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Chapter 6: Data Transmission Business Data Communications, 4e.

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Presentation on theme: "Chapter 6: Data Transmission Business Data Communications, 4e."— Presentation transcript:

1 Chapter 6: Data Transmission Business Data Communications, 4e

2 Electromagnetic Signals 8Function of time 8Analog (varies smoothly over time) 8Digital (constant level over time, followed by a change to another level) 8Function of frequency (more important) 8Spectrum (range of frequencies) 8Bandwidth (width of the spectrum)

3 Periodic Signal Characteristics 8Amplitude (A): signal value, measured in volts 8Frequency (f): repetition rate, cycles per second or Hertz 8Period (T): amount of time it takes for one repetition, T=1/f  Phase (  ): relative position in time, measured in degrees

4 Bandwidth 8Width of the spectrum of frequencies that can be transmitted 8if spectrum=300 to 3400Hz, bandwidth=3100Hz 8Greater bandwidth leads to greater costs 8Limited bandwidth leads to distortion

5 Why Study Analog in a Data Comm Class? 8Much of our data begins in analog form; must understand it in order to properly convert it 8Telephone system is primarily analog rather than digital (designed to carry voice signals) 8Low-cost, ubiquitous transmission medium 8If we can convert digital information (1s and 0s) to analog form (audible tone), it can be transmitted inexpensively

6 Data vs Signals 8Analog data 8Voice 8Images 8Digital data 8Text 8Digitized voice or images

7 time (sec) amplitude (volts) 1 cycle frequency (hertz) = cycles per second phase difference Analog Signaling 8represented by sine waves

8 Voice/Audio Analog Signals 8Easily converted from sound frequencies (measured in loudness/db) to electromagnetic frequencies, measured in voltage 8Human voice has frequency components ranging from 20Hz to 20kHz 8For practical purposes, the telephone system has a narrower bandwidth than human voice, from 300 to 3400Hz

9 Image/Video: Analog Data to Analog Signals 8Image is scanned in lines; each line is displayed with varying levels of intensity 8Requires approximately 4Mhz of analog bandwidth 8Since multiple signals can be sent via the same channel, guardbands are necessary, raising bandwidth requirements to 6Mhz per signal

10 Digital Signaling 8represented by square waves or pulses time (sec) amplitude (volts) 1 cycle frequency (hertz) = cycles per second

11 Digital Text Signals 8Transmission of electronic pulses representing the binary digits 1 and 0 8How do we represent letters, numbers, characters in binary form? 8Earliest example: Morse code (dots and dashes) 8Most common current form: ASCII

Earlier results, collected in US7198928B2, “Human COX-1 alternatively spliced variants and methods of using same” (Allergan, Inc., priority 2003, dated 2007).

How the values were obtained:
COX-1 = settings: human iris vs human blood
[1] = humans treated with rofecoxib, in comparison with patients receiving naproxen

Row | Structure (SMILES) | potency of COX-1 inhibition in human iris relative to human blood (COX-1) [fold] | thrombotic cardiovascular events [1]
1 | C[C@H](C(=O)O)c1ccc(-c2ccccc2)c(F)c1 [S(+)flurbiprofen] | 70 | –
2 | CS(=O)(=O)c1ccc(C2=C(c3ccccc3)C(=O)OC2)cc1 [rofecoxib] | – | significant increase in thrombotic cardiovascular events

12 Digital Image Signals 8Analog facsimile 8similar to video scanning 8Digital facsimile, bitmapped graphics 8uses pixelization 8Object-oriented graphics 8image represented using library of objects 8e.g. Postscript, TIFF

13 Pixelization and Binary Representation 8Used in digital fax, bitmapped graphics 1-bit code: 00000000 00111100 01110110 01111110 01111000 01111110 00111100 00000000

14 Transmission Media 8the physical path between transmitter and receiver (“channel”) 8design factors affecting data rate 8bandwidth 8physical environment 8number of receivers 8impairments

15 Impairments and Capacity 8Impairments exist in all forms of data transmission 8Analog signal impairments result in random modifications that impair signal quality 8Digital signal impairments result in bit errors (1s and 0s transposed)

16 Transmission Impairments: Guided Media 8Attenuation 8loss of signal strength over distance 8Attenuation Distortion 8different losses at different frequencies 8Delay Distortion 8different speeds for different frequencies 8Noise 8distortions of signal caused by interference

17 Transmission Impairments: Unguided (Wireless) Media 8Free-Space Loss 8Signals disperse with distance 8Atmospheric Absorption 8Water vapor and oxygen contribute to signal loss 8Multipath 8Obstacles reflect signal creating multiple copies 8Refraction 8Noise

18 Types of Noise 8Thermal (aka “white noise”) 8Uniformly distributed, cannot be eliminated 8Intermodulation 8When different frequencies collide (creating “harmonics”) 8Crosstalk 8Overlap of signals 8Impulse noise 8Irregular spikes, less predictable

19 Channel Capacity 8The rate at which data can be transmitted over a given path, under given conditions 8Four concepts 8Data rate 8Bandwidth 8Noise 8Error rate

20 Shannon Equation 8C = B log 2 (1 + SNR) 8B = Bandwidth 8C= Channel 8SNR = Signal-to-noise ratio

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